Paul Waldie, writing in the Globe and Mail about the rise and fall of the We Charity, quotes Prince Harry, speaking at a WE Day event in London, last year: ““You guys know if you don’t stand for something, you’ll fall for anything,” Harry told the screaming audience.” And he’s right, you know. That is a pretty well-established principle that advertisers and hucksters and hustlers the world over understand.
And that, it seems to me, is the Liberal Party of Canada‘s election strategy. They appear to believe that we, the Canadian voters, don’t really have much in the way of principles; therefore, they believe that our votes can be bought with a few cheques and a an almost unbelievably fanciful story about how the civil service, not Justin Trudeau, Chrystia Freeland and Bill Morneau, decided that the Kielburger brothers should run a multi-hundred-million-dollar student “paid volunteer” programme will be enough to make us ignore Justin Trudeau’s obvious, self-serving conflict of interest.
The Liberal election machine (based in the PMO and, therefore, paid for by you and me at civil service rates as “exempt staff”) calculates that we stand for nothing and, therefore, will, as Prince Hary said, “fall for anything.”
Is that really true? Have we already fallen that far? Do we stand for nothing? Will we, enough of us, anyway, fall for these fairy-tales and outright lies? Can our votes be bought?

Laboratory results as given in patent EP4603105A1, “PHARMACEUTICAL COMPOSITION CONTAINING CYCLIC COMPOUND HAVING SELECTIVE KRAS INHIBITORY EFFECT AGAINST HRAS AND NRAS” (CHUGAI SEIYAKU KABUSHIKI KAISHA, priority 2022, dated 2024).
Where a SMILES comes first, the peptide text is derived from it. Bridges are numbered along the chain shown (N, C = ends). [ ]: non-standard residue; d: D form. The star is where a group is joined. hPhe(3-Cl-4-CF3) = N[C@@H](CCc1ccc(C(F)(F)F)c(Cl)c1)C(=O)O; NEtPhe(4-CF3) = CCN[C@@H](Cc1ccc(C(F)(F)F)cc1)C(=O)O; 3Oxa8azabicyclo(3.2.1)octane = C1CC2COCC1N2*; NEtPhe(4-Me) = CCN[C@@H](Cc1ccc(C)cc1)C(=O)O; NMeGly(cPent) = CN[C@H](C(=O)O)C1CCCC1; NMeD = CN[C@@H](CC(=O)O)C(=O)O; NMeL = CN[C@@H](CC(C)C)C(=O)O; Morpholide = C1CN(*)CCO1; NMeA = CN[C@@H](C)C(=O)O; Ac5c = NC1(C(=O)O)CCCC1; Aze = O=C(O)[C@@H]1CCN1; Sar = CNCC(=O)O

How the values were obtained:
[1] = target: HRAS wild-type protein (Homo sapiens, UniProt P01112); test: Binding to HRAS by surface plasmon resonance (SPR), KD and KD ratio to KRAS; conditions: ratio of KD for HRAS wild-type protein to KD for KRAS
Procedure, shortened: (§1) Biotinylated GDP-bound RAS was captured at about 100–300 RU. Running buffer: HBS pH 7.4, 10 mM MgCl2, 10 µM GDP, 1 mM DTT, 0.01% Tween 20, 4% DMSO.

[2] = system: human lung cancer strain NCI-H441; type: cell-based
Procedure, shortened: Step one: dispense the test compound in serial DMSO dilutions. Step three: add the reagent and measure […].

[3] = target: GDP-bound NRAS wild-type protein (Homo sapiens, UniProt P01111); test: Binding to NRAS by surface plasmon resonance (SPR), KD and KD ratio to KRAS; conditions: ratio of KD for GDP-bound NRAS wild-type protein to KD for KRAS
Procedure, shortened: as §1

I think not; at least, I hope not. Please, my fellow citizens: don’t fall for more Liberal lies. It’s time for a real change.
But, in fact, it is up to many Liberals and to other voters to make the changes. The Conservative base (20±% of the electorate in most elections), the NDP base (10±% almost always) and the BQ base (5±% normally) are all settled. The Liberals also have a firm (20±%) base that will never shift, no matter what. But that means that the 10-25% of Canadian voters, who quite often vote Liberal, can shift their votes ⇐ to the left, to the NDP if they are so inclined, or to the right, ⇒ to the Conservatives and they will decide if Canada gets a better, more ethical and more honest government.